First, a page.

“The Drawing Club”—Not Just Another Book On Drawing

August 24, 2014

Tdc-book-cover1-258x300Left: Cover of Bob Kato's new book.

Bob Kato is the founder of "The Drawing Club" in Los Angeles California. It's a Thursday night life-drawing group where the models are in costumes portraying characters and aided by a little bit of set design to set the mood.

I've been a fan of the Drawing Club since I found it on the internet back in 2008. (You can see sketches made by the artists posted at "The Drawing Club.") I've been a particular fan of Justin Limpus Parish's sketches. She's a fashion illustrator. She recently wrote to tell me that Bob Kato has written a book—The Drawing Club: Master the Art of Drawing Characters from Life.

So many books are on the market right now with instructions for how to start drawing. Some are good, some are bad, one or two are actually great. But for me there has always been a gap in the book market when it comes to dealing with the intentional choices we make as we draw, those conscious creative decisions that make a finished sketch sparkle with life and tell a story all at once. We strive for it all the time. Some of us may rarely achieve it, but we strive for it nevertheless. 

Kato writes about storytelling, character design, improvisation, and personal style as he writes about the act of drawing (and using line, mass, shape, negative space, materials, etc.). 

He uses great sketches from artists working at the top of their game in demanding fields of entertainment illustration to illustrate his points. 

He also writes about the way these artists constantly take risks and are willing to "fail" because they are looking for a visual solution to all the questions they are asking. 

Throughout the book he talks about the way materials will change the approach you use, and encourages you to change it up, always looking for those creative solutions. And of course he is honest about the hard work needed to improve, but he is encouraging:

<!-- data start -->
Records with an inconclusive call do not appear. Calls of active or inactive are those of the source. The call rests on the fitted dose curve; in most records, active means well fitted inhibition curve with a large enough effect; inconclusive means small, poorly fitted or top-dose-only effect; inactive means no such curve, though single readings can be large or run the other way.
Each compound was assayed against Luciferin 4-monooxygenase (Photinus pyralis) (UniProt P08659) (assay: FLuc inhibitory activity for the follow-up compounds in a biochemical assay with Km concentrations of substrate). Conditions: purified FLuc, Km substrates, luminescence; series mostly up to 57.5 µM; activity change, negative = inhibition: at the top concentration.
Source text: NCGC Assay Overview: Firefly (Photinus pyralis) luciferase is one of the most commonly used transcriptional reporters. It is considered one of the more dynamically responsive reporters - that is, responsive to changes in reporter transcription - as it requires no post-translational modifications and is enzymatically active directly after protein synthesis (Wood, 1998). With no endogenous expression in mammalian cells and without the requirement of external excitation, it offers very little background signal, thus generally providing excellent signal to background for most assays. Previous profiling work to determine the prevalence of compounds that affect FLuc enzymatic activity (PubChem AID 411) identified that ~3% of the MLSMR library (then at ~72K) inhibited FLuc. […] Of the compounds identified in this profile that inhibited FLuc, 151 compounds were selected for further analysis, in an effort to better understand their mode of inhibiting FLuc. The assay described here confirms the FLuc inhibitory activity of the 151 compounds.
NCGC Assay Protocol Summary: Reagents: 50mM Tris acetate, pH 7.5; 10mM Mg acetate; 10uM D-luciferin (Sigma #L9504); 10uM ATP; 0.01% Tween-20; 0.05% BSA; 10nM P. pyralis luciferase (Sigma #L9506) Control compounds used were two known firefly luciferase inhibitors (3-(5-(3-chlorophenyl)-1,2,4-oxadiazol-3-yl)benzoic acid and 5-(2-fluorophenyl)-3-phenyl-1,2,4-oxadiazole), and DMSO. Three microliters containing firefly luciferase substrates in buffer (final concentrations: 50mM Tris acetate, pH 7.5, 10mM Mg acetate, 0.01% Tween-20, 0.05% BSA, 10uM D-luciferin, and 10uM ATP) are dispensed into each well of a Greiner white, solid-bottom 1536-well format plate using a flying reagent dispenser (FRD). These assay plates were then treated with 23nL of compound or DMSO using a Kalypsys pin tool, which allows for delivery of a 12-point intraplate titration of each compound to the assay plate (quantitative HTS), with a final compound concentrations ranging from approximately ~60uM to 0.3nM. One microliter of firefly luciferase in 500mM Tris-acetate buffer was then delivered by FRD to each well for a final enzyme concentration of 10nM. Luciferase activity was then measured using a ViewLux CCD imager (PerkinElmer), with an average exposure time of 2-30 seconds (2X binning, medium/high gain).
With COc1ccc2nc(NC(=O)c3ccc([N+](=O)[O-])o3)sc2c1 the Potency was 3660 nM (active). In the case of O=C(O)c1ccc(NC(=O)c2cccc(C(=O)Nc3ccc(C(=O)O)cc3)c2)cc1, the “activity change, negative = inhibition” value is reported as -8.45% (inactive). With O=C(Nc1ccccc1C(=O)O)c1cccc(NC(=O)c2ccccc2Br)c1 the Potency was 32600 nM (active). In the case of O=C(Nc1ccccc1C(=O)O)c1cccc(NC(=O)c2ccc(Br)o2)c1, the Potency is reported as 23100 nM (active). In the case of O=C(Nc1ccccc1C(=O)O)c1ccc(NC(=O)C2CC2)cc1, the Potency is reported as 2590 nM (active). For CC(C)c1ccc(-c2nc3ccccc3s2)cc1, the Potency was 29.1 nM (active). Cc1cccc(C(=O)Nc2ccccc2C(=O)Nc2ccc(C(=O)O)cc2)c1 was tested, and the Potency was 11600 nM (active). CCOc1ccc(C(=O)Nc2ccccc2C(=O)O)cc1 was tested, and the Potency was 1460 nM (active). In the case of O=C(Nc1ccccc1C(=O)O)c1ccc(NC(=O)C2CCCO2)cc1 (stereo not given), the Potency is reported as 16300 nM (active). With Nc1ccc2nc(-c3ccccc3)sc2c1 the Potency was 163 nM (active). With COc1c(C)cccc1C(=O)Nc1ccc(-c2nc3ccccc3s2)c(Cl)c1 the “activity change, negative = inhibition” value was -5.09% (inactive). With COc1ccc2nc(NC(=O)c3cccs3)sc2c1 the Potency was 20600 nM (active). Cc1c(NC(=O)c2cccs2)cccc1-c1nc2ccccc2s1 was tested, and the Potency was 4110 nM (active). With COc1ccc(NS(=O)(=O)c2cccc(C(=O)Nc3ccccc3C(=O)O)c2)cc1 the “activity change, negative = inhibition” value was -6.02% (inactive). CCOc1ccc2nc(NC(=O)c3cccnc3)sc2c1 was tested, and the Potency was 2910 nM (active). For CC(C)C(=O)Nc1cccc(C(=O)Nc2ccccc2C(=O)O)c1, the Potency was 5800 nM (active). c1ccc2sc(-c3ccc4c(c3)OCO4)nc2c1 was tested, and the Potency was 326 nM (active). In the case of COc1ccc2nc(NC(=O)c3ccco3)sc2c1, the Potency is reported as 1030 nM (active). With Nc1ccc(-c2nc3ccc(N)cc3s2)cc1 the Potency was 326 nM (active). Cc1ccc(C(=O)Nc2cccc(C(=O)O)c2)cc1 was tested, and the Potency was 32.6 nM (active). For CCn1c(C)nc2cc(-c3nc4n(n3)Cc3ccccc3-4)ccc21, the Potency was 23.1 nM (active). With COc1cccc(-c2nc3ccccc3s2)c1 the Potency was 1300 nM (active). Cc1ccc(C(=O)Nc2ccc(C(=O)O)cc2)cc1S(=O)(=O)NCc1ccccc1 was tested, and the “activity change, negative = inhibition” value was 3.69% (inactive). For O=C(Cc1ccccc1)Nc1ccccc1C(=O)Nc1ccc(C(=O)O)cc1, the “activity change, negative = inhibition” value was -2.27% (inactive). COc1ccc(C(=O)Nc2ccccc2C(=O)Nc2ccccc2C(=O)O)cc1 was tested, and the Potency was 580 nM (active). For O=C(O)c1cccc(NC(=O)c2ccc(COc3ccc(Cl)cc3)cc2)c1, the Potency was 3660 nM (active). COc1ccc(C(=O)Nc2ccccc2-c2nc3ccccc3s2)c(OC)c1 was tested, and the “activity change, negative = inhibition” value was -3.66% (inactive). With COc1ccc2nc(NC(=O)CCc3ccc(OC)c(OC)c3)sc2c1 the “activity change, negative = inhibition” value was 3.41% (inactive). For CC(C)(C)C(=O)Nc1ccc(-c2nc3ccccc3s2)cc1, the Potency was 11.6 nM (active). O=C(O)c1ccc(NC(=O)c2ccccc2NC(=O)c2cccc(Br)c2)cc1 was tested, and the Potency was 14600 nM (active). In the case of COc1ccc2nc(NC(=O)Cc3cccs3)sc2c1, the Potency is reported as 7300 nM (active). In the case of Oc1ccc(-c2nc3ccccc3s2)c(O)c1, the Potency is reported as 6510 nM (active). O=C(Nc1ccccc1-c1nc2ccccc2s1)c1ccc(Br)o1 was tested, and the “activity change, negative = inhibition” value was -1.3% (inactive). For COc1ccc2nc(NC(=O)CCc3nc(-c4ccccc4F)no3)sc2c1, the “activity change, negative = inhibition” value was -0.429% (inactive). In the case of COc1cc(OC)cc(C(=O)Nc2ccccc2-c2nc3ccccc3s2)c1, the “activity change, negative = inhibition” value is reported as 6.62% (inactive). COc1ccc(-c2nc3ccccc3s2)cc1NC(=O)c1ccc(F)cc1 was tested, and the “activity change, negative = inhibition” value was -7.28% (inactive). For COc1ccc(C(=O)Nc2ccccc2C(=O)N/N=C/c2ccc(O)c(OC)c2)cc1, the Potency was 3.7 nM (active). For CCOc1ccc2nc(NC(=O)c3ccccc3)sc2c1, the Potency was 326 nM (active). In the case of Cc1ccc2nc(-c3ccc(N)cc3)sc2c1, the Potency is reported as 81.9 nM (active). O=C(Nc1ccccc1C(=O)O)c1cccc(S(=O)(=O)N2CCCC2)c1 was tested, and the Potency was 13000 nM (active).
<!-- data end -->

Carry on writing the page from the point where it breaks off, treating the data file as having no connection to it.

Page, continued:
"Mileage makes a difference over time. Allow yourself to make mistakes, and you will grow even faster, feeling more and more fluent in the language of drawing. Consistency really is key. Just like an exercise regimen, it takes commitment. All practice is good practice."

If you want to read a different type of drawing "how-to" book I encourage you to pick up "The Drawing Club," by Bob Kato. He is equal parts task master (with suggestions for exercises you might try in your own drawing practice) and coach (always ready with encouragement). He has collected examples that are sure to inspire you to new approaches, new failures, and a whole lot of experimentation. His book is bent on pushing you to exercise your creative muscles and not just draw what you see but to artistically and thoughtfully interpret what you see, to create the visual statement you want to make.

Think about stepping outside your comfort zone—be inspired. You might not be able to make it to LA and attend a seesion of the Drawing Club, you might even feel your skills aren't nearly ready, but if you read this book you can start asking yourself important questions about what you want to communicate with your drawing and it will give you new energy to move towards those goals.

You can look into this book and see the list of contributing artists here. (At that link scroll down and click on one of the images to scroll through a slide show.)

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